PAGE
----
Today’s Defectors contributor post comes from Corey Bates, Campus Recruiter at Tribridge. Not sure what we’re doing here yet? All is revealed here.
Tuesday, June 21, 2016…that day is one which will always stick out in my mind. It was my last day that I chose to be a student affairs professional. For six years of my life (at that point), I dedicated my time professionally to becoming a dynamic leader in this space. To think, I spent ten years on some form of a college campus learning, growing and being challenged for the better. However, I knew that on this day, I was ready to use the same advice that I would share with students for years; it was time to move forward and apply all of the learning I attained within the four walls of the college environment and apply it to the real world.
Getting to a place of self-assurance with this change did not come easy. At the start of the Fall 2015 semester, I was lost. I somehow went through the motions of all the responsibilities that I needed to complete. It brought about a significant period where was depressed. Externally, people would have never known (what smiles can hide), but I knew what was going on internally. I was not happy, knowing that there was a moral, value and purpose based disconnect to the work that I was responsible to complete. However, I knew that something needed to change.
Moving forward into the Spring 2016 semester, various ups and downs took place in my life, and I felt like I could not grasp for air. However, the moment that I decided to choose me and my happiness was the moment where light started to illuminate the dark hole. I submitted my resignation from the role I had at the time and started job searching in the midst of wrapping up another semester. It took a while to figure out my new professional game plan. At that time, I thought I would be an influential figure in higher education nationally as my career grew. Thus, I took time to think about what made me happy professionally.
I recognized quickly that I thoroughly enjoyed work I did in training and development for students and professional staff. With all of the positions that I had throughout the years, I was tied that work in some way. Sometimes, I wished I was able to do more of it, but other responsibilities took precedent. Coming to that realization helped me to strategize how I would market those skills as I apply to corporate training and development jobs.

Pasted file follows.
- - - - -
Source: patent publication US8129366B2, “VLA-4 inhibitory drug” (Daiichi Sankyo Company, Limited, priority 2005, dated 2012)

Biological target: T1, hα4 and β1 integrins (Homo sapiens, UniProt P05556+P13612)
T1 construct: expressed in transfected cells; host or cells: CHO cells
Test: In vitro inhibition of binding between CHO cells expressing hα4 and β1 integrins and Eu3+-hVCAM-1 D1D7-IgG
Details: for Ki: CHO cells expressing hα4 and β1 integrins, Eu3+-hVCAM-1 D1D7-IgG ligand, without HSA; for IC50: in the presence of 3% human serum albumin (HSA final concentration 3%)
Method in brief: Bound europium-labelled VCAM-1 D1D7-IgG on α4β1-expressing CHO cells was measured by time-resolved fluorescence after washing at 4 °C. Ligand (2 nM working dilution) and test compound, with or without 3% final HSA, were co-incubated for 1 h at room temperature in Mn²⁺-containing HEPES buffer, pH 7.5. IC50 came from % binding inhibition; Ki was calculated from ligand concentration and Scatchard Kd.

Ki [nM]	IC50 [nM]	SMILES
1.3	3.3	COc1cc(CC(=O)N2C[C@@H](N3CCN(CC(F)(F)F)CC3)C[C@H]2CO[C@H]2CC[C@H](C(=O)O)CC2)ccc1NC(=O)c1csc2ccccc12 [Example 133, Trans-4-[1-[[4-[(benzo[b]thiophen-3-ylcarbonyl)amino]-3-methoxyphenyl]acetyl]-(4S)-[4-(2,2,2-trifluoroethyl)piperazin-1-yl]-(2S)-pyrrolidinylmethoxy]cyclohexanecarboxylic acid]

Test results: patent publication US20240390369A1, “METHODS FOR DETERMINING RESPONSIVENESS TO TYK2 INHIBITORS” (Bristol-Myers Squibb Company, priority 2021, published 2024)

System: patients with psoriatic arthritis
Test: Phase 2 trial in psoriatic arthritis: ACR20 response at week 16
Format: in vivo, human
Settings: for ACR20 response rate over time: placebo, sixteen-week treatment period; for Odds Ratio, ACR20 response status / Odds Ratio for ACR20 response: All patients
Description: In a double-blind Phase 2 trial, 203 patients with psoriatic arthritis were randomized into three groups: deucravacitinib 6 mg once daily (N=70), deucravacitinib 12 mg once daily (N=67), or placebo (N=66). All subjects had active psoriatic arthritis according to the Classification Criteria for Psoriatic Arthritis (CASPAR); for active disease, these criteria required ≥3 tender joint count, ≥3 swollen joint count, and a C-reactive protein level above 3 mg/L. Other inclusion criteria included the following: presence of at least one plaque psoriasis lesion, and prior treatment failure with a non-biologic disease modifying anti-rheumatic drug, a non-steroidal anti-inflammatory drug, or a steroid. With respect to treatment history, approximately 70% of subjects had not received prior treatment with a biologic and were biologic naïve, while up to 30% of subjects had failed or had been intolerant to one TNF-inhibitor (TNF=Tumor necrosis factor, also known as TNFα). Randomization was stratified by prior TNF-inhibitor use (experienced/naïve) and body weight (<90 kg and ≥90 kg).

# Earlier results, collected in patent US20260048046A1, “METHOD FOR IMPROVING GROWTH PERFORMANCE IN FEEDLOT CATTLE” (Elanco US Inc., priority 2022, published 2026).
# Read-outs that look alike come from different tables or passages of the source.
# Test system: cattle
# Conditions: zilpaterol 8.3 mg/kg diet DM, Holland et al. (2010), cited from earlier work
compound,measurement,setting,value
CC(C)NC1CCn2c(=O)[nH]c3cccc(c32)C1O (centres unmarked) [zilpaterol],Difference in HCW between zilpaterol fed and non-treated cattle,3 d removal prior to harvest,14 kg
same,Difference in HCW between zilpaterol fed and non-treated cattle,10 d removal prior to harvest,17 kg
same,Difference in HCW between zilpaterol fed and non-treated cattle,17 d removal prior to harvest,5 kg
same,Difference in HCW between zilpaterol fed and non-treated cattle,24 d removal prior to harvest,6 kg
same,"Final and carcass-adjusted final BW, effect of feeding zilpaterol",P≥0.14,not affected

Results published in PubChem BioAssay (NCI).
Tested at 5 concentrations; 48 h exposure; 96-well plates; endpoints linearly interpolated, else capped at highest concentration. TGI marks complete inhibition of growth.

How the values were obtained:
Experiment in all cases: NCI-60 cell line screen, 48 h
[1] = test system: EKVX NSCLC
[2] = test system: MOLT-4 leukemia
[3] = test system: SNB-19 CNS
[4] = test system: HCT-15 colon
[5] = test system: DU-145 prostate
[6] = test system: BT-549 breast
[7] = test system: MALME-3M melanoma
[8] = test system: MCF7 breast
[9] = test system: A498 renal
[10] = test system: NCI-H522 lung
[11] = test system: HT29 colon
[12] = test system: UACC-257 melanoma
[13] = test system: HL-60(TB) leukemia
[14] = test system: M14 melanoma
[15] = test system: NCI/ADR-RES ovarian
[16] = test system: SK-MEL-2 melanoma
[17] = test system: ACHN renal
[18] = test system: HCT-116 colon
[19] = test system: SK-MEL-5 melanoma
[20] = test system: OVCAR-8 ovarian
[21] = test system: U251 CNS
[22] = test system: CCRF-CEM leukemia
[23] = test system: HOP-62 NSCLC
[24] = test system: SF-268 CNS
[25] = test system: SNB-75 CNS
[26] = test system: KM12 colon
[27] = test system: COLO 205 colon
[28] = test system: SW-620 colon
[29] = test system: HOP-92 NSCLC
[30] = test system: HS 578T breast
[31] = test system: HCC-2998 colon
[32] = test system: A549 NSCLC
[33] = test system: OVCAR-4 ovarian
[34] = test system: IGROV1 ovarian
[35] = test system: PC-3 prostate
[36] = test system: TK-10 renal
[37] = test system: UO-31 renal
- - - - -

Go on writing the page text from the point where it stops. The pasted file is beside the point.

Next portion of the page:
Once I left my time working in higher education, I went into full job search mode. I spent six weeks dedicated to the search, essentially applying to jobs like a 9 to 5 job every day. It was in August 2016, however, where breakthrough started to come, picking up two jobs. I was thankful that I somewhere to go and something to do at that point. Though these jobs were two temporary positions, they gave me industry experience that I was lacking. Many companies that I would apply to denied me because of this one component. It also allowed for me to build a new network of professionals in the HR space, particularly in Talent Development. While working these two temp jobs, I still job searched every free moment that I had to spare as I put forth great effort in the work that I was doing at that time.
Three days before Thanksgiving 2016, I landed my current role, eventually starting in January of this year. I could not have been more thankful. I work as a campus recruiter for Tribridge. The company, in a nutshell, solves problems with technology, utilizing software solutions to ensure companies are able to do their work efficiently. I go to various campuses within the state of Florida to find top talent to work for our company. The position has given me opportunities to coach job seekers with resume writing, networking and interviewing skills. Also, as my role was hybridized within two months of starting, I complete various projects that are focused on talent development, which was my initial job seeking goal when this journey began. The company has given me the platform to learn and apply all that I can to be an effective Talent Development professional.
Besides experiencing in corporate that bonuses do exist, lay-offs do happen and telecommuting to work is the best concept ever, I have learned that transferrable skills have significant weight when leveraged correctly in the job search. If it was not for my experiences in training, development, recruitment and event planning within higher education, my job search could have went much longer. Another lesson that I took in during this time is taking more care of me in ALL areas of my life. Physically, spiritually and emotionally, I was fulfilled. However professionally, I was neglecting those thorns on my side that started to affect various areas of my life. It was great to come full circle in that area and be ok with finding that place of fulfillment.
In the end, the experience taught me what it meant to simply “couch in the uncomfortable”. It is the space where you learn a great deal about your capabilities and strengths when plans seemed to be flipped upside down. Working in this new space has propelled a significant amount growth which has given me the confidence to truly live fearlessly.
The Defectors (series 2) is sponsored by Presence. At Presence, we’re working to solve all of the higher ed problems you’ve always heard couldn’t be fixed. If you love asking questions, finding solutions to intricate problems, and learning about new people and places, we want you to join our team. Check out our open positions and apply today!